The PI Reforms: Three reasons you should be concerned
By Adele Whittle, Director of Operations at Goldsmith Williams Solicitors
As the dust settles on what has been a very telling few weeks, a few undeniable facts have emerged…
1) If you need a favour…or seven from the Government, it pays to be a member of the insurance sector!
The Ministry of Justice (MoJ) reviewed and considered the 625 consultation responses it received on PI reform in just seven weeks. Decision made, just like that. The outcome? In the main, exactly what the insurers asked for!
Interesting that the insurance sector was granted meetings with the Government almost immediately upon hearing that other changes to PI law could have a negative impact on its profits. That is, changes to discount rates – or the way single lump sum payments are calculated for people suffering very serious, often life changing personal injuries.
Reducing the discount rate (which accounts for the fact, if invested properly, a pay-out should be fair to the claimant in the long-run) from 2.5% to 0.75% will mean insurance companies have to pay out significantly more, and rightly so.
This is a fair and just change to the law, which has not kept up with changing economic circumstances, and should now ensure victims of personal injury get what they are entitled too. It is often the case that the sums effected are to be used for treatment, rehabilitation and care so it is crucial that the amounts are at the right level.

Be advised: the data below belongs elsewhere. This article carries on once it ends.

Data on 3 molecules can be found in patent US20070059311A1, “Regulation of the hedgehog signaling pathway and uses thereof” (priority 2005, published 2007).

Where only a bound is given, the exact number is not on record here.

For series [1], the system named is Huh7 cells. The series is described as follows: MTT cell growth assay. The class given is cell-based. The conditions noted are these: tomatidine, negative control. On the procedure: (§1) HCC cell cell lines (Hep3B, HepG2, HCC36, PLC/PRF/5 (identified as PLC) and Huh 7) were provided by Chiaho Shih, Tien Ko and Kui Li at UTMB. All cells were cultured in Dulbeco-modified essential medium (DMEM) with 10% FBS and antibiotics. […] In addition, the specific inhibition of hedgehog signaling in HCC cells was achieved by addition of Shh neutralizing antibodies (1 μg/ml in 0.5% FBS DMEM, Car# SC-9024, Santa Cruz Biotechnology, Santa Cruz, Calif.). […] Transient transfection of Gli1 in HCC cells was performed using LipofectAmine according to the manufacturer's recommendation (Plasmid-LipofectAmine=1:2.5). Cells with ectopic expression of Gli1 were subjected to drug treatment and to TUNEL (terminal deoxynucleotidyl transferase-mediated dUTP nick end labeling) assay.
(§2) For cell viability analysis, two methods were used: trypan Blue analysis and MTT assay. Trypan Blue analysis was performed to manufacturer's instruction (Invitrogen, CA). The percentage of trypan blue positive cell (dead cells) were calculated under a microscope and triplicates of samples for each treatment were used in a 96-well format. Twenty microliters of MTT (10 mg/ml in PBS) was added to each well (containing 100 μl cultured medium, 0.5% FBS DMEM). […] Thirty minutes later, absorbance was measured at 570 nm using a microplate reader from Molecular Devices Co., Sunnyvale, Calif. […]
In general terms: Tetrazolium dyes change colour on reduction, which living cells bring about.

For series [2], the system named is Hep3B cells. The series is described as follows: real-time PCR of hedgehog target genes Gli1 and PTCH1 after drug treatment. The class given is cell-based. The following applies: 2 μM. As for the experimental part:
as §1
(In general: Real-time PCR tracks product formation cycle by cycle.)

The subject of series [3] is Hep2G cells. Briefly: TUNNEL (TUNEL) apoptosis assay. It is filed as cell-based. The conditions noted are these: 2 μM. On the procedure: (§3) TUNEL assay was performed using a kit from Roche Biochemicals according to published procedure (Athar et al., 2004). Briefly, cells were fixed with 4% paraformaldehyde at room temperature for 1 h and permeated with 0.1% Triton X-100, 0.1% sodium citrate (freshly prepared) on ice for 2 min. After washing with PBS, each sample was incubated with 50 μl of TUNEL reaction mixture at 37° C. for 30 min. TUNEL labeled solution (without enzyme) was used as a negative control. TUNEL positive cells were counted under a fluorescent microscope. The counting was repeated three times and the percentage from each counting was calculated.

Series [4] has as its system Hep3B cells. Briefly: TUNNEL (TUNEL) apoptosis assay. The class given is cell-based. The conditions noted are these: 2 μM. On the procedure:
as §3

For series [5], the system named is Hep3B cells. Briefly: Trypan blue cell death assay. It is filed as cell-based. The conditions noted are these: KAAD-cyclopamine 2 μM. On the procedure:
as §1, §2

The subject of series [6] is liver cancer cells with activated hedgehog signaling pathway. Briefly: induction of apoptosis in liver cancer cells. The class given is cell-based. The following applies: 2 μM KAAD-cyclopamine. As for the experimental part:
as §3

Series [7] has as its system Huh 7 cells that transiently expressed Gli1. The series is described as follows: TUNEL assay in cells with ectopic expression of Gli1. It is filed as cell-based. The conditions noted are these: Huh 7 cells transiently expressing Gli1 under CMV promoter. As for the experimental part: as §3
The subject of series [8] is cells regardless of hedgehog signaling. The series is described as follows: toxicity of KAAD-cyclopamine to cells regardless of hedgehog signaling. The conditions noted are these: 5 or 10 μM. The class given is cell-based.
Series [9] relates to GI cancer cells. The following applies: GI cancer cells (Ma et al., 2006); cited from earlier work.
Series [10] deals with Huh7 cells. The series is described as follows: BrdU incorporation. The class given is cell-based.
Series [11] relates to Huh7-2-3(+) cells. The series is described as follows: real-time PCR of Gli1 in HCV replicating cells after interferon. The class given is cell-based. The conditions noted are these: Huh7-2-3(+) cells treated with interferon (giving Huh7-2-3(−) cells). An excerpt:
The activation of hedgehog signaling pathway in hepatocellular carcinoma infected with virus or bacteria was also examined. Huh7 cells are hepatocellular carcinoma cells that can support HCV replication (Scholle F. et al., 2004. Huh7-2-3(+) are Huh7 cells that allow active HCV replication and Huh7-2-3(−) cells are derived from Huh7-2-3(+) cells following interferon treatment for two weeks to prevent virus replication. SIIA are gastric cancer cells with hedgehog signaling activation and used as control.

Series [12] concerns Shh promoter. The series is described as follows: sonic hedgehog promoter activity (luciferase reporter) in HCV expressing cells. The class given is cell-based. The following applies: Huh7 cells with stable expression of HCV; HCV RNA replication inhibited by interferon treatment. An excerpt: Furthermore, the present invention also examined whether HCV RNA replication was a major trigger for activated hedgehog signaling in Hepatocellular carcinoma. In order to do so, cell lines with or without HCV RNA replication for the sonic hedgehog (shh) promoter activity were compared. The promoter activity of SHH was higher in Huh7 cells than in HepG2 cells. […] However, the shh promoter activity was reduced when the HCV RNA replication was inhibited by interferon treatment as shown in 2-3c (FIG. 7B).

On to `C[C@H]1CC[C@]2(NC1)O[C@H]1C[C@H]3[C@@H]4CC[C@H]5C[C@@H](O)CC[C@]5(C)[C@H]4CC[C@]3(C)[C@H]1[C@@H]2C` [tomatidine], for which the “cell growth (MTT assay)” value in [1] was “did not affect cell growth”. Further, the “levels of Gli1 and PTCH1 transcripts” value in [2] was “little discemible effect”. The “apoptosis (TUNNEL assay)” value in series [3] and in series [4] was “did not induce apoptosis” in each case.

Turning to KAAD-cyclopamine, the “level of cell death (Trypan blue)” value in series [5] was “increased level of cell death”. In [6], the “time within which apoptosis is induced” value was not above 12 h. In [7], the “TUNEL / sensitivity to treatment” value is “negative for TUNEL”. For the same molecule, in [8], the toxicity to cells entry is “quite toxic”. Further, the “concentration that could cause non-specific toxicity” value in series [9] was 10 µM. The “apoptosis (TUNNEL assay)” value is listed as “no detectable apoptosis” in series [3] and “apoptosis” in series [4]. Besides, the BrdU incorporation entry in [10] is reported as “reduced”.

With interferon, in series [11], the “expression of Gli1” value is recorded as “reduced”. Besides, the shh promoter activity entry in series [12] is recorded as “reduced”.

However, there are signs already that the Government may be back-tracking on its promises of legislative change, with Philip Hammond clearing his schedule for insurance bosses.
Well, at least claimants had 24-hours to be hopeful!
2) There is no way our insurance premiums are going to decrease
Did anyone ever really believe insurance premiums would be cut by £40? The insurers were already back tracking on this prior to the discount rate announcement!
It is now being reported that the average car insurance premium could increase by up to £75 a year. Meanwhile, drivers aged over 65 could face an extra £300 charge. Young drivers could also be heavy hit.
3) Whiplash is real, yet the Government doesn’t seem to agree
More and more anecdotes detailing the horrible aftermath of whiplash-related injuries are being broadcast across the media.
In a recent Telegraph article, Maria Fitzpatrick claims her life was “hell” as she begged medical staff and insurance companies to take her whiplash symptoms, which impact her years later, to take her seriously. In the end, Maria takes an inadequate pay-out.
This was before the compensation reforms.
Whiplash is a real condition recognised by the NHS, yet the Government doesn’t seem to believe so or want to assist the people that genuinely suffer as a result of whiplash.
At the end of the day, it is innocent victims of accidents that will lose out.
Content correct at time of publication